Highway capital expenditures and induced vehicle travel
AbstractWe investigate the effects of public capital investment on the demand for travel. We define capital stock as a productive flow that accounts for the physical deterioration of infrastructure over time. We present a framework where additions to capital stock only cover a portion of the long-run equilibrium level, and where policy decisions are dictated by expectations of economic and travel growth. To the extent that these investments increase productivity, they generate induced travel. Using a panel dataset at the state level for the period 1982-2005, we find that the elasticity of travel demand with respect to changes in state highway capital stock is equal to 0.041in the short run, while the long-run is 0.237. Our results show that changes in capital expenditures in response to past levels of traffic are characterized by a three-year lag, suggesting that the investment response to changes in travel is slow to converge to the desired long-run levels.
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Bibliographic InfoPaper provided by University Library of Munich, Germany in its series MPRA Paper with number 40757.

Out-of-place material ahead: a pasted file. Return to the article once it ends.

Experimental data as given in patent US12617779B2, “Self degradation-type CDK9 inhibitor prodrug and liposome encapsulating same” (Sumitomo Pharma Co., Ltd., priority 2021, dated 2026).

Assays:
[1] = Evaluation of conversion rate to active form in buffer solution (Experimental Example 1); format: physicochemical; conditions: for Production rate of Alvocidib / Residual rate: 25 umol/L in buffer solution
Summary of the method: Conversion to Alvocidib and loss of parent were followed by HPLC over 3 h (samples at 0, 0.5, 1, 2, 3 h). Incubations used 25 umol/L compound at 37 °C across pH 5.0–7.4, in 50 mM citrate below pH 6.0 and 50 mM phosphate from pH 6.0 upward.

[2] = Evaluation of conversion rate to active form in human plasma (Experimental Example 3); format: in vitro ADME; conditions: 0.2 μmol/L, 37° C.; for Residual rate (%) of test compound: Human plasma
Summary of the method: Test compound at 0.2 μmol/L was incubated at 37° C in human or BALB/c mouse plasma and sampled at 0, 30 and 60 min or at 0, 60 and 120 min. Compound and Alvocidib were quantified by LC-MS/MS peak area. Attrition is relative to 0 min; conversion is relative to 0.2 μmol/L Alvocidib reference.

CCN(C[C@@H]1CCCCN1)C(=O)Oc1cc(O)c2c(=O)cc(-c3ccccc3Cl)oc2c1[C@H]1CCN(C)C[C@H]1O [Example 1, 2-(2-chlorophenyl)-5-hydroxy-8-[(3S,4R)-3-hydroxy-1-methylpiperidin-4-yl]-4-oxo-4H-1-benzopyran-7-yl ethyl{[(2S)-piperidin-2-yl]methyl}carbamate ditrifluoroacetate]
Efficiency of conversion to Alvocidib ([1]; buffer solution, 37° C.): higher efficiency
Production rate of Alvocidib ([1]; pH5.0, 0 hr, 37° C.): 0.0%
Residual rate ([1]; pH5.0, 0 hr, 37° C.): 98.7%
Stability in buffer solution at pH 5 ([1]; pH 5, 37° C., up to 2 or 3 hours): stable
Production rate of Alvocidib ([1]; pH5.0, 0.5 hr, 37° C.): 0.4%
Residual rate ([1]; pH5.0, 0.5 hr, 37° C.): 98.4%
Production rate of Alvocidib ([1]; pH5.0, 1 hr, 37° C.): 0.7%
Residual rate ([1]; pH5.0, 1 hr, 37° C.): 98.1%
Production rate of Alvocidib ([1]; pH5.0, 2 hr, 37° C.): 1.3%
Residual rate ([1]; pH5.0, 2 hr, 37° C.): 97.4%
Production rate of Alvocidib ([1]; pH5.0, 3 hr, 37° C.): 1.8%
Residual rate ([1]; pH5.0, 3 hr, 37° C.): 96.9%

Date of creation: 01 Aug 2012
Date of revision: 12 Aug 2012
highway capital; public capital; capital accumulation; induced vehicle travel; induced vehicle miles of travel;
Find related papers by JEL classification:
- H54 - Public Economics - - National Government Expenditures and Related Policies - - - Infrastructures
- H41 - Public Economics - - Publicly Provided Goods - - - Public Goods
- R4 - Urban, Rural, Regional, Real Estate, and Transportation Economics - - Transportation Economics
- C33 - Mathematical and Quantitative Methods - - Multiple or Simultaneous Equation Models; Multiple Variables - - - Models with Panel Data; Spatio-temporal Models
This paper has been announced in the following NEP Reports:
- NEP-ALL-2012-09-03 (All new papers)
- NEP-PBE-2012-09-03 (Public Economics)
- NEP-TRE-2012-09-03 (Transport Economics)
- NEP-URE-2012-09-03 (Urban & Real Estate Economics)
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